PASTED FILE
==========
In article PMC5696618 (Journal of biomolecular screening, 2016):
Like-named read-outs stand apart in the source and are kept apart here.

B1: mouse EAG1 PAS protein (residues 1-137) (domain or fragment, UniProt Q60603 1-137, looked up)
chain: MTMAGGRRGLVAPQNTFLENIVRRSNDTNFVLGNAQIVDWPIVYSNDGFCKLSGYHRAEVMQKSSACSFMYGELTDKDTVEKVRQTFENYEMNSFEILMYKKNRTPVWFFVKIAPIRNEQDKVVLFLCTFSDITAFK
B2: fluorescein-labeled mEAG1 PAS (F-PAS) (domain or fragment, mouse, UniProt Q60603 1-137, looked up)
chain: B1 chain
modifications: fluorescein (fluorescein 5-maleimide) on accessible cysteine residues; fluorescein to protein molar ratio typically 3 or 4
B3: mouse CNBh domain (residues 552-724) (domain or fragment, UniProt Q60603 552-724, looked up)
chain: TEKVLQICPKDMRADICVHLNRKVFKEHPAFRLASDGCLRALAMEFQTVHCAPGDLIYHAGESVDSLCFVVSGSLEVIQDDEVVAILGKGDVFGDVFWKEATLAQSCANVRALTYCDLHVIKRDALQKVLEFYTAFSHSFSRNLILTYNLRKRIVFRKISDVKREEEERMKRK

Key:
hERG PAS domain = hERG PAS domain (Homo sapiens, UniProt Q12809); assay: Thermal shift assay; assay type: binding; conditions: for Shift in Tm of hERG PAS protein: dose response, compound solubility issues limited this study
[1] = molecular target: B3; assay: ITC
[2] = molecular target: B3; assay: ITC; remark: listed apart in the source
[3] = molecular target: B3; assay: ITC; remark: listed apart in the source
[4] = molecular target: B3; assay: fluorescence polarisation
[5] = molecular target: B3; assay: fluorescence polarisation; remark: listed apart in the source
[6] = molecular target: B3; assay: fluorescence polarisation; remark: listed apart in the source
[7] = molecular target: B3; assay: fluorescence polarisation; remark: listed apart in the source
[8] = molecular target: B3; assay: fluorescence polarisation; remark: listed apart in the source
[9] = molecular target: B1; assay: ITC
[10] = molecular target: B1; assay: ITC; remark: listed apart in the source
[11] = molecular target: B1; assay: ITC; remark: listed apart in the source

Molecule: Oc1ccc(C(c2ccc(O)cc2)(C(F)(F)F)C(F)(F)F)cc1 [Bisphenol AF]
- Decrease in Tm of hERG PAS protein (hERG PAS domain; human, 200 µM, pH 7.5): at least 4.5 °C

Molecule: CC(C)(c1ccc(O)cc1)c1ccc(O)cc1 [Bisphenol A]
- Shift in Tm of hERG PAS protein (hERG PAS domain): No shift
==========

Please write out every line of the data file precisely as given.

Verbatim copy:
In article PMC5696618 (Journal of biomolecular screening, 2016):
Like-named read-outs stand apart in the source and are kept apart here.

B1: mouse EAG1 PAS protein (residues 1-137) (domain or fragment, UniProt Q60603 1-137, looked up)
chain: MTMAGGRRGLVAPQNTFLENIVRRSNDTNFVLGNAQIVDWPIVYSNDGFCKLSGYHRAEVMQKSSACSFMYGELTDKDTVEKVRQTFENYEMNSFEILMYKKNRTPVWFFVKIAPIRNEQDKVVLFLCTFSDITAFK
B2: fluorescein-labeled mEAG1 PAS (F-PAS) (domain or fragment, mouse, UniProt Q60603 1-137, looked up)
chain: B1 chain
modifications: fluorescein (fluorescein 5-maleimide) on accessible cysteine residues; fluorescein to protein molar ratio typically 3 or 4
B3: mouse CNBh domain (residues 552-724) (domain or fragment, UniProt Q60603 552-724, looked up)
chain: TEKVLQICPKDMRADICVHLNRKVFKEHPAFRLASDGCLRALAMEFQTVHCAPGDLIYHAGESVDSLCFVVSGSLEVIQDDEVVAILGKGDVFGDVFWKEATLAQSCANVRALTYCDLHVIKRDALQKVLEFYTAFSHSFSRNLILTYNLRKRIVFRKISDVKREEEERMKRK

Key:
hERG PAS domain = hERG PAS domain (Homo sapiens, UniProt Q12809); assay: Thermal shift assay; assay type: binding; conditions: for Shift in Tm of hERG PAS protein: dose response, compound solubility issues limited this study
[1] = molecular target: B3; assay: ITC
[2] = molecular target: B3; assay: ITC; remark: listed apart in the source
[3] = molecular target: B3; assay: ITC; remark: listed apart in the source
[4] = molecular target: B3; assay: fluorescence polarisation
[5] = molecular target: B3; assay: fluorescence polarisation; remark: listed apart in the source
[6] = molecular target: B3; assay: fluorescence polarisation; remark: listed apart in the source
[7] = molecular target: B3; assay: fluorescence polarisation; remark: listed apart in the source
[8] = molecular target: B3; assay: fluorescence polarisation; remark: listed apart in the source
[9] = molecular target: B1; assay: ITC
[10] = molecular target: B1; assay: ITC; remark: listed apart in the source
[11] = molecular target: B1; assay: ITC; remark: listed apart in the source

Molecule: Oc1ccc(C(c2ccc(O)cc2)(C(F)(F)F)C(F)(F)F)cc1 [Bisphenol AF]
- Decrease in Tm of hERG PAS protein (hERG PAS domain; human, 200 µM, pH 7.5): at least 4.5 °C

Molecule: CC(C)(c1ccc(O)cc1)c1ccc(O)cc1 [Bisphenol A]
- Shift in Tm of hERG PAS protein (hERG PAS domain): No shift